I Don’t Like You But I Love You: How Is It Possible To Feel This Way About Someone

If you find yourself looking at your partner sometimes and thinking “I don’t like you but I love you,” you might be confused by what exactly that means. Love is not always a positive emotion. It can coexist with anger and dislike as easily as it can with respect and affection. People often assume that falling out of love is what breaks a couple apart. In reality, dislike may end a relationship even if love is still present. Here’s why you can love your partner without liking them:

  1. You’re lonely. If you’re feeling neglected by your partner, you will yearn for them while also knowing that they are the cause of your pain. All you want is for them to spend time with you and be more emotionally present, but at the same time, you are so angry and resentful toward them that you actively dislike them. You love them while being furious for how you feel. If this isn’t addressed, your anger and love will become a toxic combination.
  2. Your relationship is codependent. A codependent relationship occurs when two people rely on each other for needs that they should meet on their own. It reinforces insecurities and convinces each person that they cannot survive without the other. Codependency can involve deep love, but it perpetuates the inability to take responsibility for one’s emotions. It is therefore common for couples to blame each other for their constant lack of fulfillment.
  3. One of you has changed. People in relationships change, just like everyone else. A problem can arise, however, when one partner changes while the other remains the same. If this happens, the person who changes may look at their partner differently. They see them as stagnant, boring, or even unattractive. This does not mean they will automatically fall out of love, but they may lose respect and interest.
  4. You’re in a toxic relationship. It is very difficult for victims of emotional abuse to leave their partners. The constant manipulation and belittling are calculated to make you think that you have nowhere else to go and are not worthy of anything better. And even more disturbing is the way many abusive behaviors can be disguised as acts of love. Your love for them may be deep, especially if they are often full of warmth and affection. But their manipulation and control over you will make you hate them.
  5. Indifference is not an option. There is no middle ground when you love someone. Any feelings you have toward them are intense. If you like them, they are the most amazing person in the world to you. If you’re angry with them, your feelings may approach hatred. It is painful to dislike the person you love, but it need not be a dealbreaker. If your dislike comes from a temporary anger, do not panic. It’s better than indifference.
  6. Your communication has broken down. Lack of communication can create a firestorm of incorrect assumptions and buried frustrations. Like a stone in your shoe, a problem may start as a minor annoyance but become a debilitating injury if ignored. You will replay your version of events in your head without hearing your partner’s side of the story. Eventually, you will be convinced they have deliberately hurt you. Without effectively communicating your issues, you will start to see your partner as “the bad guy” without giving them the chance to defend themselves.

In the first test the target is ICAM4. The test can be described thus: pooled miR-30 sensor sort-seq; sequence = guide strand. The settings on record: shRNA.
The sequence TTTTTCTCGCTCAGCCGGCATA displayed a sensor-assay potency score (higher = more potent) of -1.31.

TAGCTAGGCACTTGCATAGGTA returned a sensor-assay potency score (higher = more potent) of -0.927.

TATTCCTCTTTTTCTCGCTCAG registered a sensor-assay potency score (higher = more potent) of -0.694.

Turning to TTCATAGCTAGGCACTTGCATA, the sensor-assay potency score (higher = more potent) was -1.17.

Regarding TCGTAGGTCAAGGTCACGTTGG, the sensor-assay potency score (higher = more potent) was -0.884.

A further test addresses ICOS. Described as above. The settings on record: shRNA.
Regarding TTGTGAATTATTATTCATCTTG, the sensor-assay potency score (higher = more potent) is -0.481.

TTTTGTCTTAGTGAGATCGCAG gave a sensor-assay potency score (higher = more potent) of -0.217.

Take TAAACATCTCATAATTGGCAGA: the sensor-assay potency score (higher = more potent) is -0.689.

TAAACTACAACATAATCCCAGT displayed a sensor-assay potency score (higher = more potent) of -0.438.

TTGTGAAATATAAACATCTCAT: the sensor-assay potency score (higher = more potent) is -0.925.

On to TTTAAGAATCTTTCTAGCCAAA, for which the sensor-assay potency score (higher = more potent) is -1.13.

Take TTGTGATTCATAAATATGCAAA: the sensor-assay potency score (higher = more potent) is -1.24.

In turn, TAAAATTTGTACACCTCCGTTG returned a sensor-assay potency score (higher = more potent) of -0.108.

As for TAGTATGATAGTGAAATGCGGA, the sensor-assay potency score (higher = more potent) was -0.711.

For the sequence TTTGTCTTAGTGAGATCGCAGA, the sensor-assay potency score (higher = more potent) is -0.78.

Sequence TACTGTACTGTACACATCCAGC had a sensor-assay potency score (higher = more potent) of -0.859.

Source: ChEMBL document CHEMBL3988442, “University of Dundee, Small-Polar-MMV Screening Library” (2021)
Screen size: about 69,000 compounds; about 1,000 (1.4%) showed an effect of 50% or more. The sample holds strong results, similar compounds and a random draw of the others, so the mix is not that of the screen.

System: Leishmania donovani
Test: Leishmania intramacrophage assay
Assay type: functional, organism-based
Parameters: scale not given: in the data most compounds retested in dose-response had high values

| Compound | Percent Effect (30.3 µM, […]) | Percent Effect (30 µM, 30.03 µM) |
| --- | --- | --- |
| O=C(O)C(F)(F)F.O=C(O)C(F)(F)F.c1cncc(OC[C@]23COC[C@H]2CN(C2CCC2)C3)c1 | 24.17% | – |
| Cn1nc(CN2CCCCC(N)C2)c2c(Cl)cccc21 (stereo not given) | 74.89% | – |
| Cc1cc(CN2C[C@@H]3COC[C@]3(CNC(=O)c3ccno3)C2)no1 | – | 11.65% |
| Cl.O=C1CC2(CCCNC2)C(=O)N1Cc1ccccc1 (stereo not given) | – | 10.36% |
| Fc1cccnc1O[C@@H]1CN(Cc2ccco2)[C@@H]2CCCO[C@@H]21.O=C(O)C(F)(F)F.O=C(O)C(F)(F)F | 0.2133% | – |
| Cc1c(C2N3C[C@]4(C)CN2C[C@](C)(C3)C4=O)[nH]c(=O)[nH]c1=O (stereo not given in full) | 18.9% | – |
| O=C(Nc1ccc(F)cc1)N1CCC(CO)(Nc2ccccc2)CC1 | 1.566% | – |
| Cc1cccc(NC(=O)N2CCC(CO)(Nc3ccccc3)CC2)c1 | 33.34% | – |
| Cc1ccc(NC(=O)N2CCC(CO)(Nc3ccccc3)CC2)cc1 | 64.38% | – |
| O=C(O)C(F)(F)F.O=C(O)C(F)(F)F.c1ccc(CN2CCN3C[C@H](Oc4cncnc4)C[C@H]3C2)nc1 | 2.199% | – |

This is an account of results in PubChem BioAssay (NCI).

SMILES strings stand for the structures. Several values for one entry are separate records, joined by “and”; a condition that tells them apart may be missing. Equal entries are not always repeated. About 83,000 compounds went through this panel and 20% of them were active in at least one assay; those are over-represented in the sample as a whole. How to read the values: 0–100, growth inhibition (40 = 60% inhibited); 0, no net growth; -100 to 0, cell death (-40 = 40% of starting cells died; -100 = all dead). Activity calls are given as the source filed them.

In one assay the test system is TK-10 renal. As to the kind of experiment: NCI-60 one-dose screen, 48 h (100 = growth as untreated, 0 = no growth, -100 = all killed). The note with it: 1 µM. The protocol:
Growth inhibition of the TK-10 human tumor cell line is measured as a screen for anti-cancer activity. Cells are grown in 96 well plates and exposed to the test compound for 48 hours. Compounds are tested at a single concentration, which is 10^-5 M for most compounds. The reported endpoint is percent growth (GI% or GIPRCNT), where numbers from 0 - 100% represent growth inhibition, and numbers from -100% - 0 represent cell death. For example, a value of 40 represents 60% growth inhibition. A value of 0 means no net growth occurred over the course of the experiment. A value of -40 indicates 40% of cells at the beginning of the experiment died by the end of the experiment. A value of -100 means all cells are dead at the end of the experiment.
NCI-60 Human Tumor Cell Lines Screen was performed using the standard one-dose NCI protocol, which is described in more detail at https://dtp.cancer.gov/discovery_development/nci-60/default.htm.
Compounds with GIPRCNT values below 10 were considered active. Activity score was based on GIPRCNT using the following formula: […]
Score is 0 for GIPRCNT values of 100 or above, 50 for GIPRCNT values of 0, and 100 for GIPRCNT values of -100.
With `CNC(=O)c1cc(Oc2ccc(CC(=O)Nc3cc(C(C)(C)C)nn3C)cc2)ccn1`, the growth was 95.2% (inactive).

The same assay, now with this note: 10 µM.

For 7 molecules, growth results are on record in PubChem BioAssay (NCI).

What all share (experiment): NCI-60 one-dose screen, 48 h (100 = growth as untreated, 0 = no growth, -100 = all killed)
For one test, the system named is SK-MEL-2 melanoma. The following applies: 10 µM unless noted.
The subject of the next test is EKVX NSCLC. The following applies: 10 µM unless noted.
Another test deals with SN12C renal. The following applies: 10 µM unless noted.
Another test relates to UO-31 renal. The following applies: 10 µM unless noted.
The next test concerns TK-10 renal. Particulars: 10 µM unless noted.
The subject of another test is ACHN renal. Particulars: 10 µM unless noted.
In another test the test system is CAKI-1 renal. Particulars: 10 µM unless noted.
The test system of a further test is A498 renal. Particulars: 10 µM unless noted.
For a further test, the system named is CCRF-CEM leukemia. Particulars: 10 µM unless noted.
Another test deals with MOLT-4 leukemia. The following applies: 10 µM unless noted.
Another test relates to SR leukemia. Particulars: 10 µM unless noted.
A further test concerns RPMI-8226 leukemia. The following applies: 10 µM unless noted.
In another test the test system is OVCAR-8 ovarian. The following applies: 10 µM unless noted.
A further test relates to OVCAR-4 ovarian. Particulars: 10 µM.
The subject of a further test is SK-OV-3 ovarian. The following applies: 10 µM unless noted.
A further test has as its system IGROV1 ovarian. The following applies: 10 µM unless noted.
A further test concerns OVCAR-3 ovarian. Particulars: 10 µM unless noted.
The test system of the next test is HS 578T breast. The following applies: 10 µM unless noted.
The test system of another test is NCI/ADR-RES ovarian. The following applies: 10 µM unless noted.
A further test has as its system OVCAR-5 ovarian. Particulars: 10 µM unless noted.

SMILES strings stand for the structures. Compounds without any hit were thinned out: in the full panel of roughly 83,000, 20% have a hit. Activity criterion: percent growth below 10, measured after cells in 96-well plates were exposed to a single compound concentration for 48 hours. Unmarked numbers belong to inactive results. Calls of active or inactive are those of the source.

7. The deeper the love, the deeper the hate. Studies have shown that betrayal induces greater feelings of hatred for couples who are deeply in love. The more you love someone, the more you hate them when they hurt you. If your partner has betrayed you, your level of dislike for them is a direct result of how much you love them. If your hatred of them is overwhelming, it is a confirmation of how much you love them.
  8. You feel responsible for their happiness. If your partner struggles with the emotional demons of past trauma, you may feel a sense of responsibility for their mental wellbeing. You love them, but you’re exhausted by the toll their emotions take on you. You may even want to leave the relationship and find one that has less baggage, but your history with them, and their reliance on your support, prevents you from walking away. You secretly resent their neediness, but your love keeps you bearing the burden of their wounds.
  9. You’ve allowed your problems to take over your relationship. If you don’t address issues as they arise, you will fixate on them internally. The more you wallow in your anger, the more it will eclipse the good parts of your relationship. Your resentment becomes the only lens through which you see your partner. In that light, it’s no mystery why you don’t like them.
  10. The relationship has run its course. It’s hard to walk away from a relationship, especially one that has longstanding and logistical ties. You may own a house together or even have children. Ending the relationship would upend your world and seems selfish for the others involved. It seems impossible. You may still love each other because of all the things you’ve shared, but you no longer feel close or connected. Your romance has ended, but you can’t bring yourself to accept it.
Rose Nolan is a writer and editor from Austin, TX who focuses on all things female and fabulous. She has a Bachelor of Arts in Theater from the University of Surrey and a Master's Degree in Law from the University of Law. She’s been writing professional since 2015 and, in addition to her work for Bolde, she’s also written for Ranker and Mashed. She's published articles on topics ranging from travel, higher education, women's lifestyle, law, food, celebrities, and more.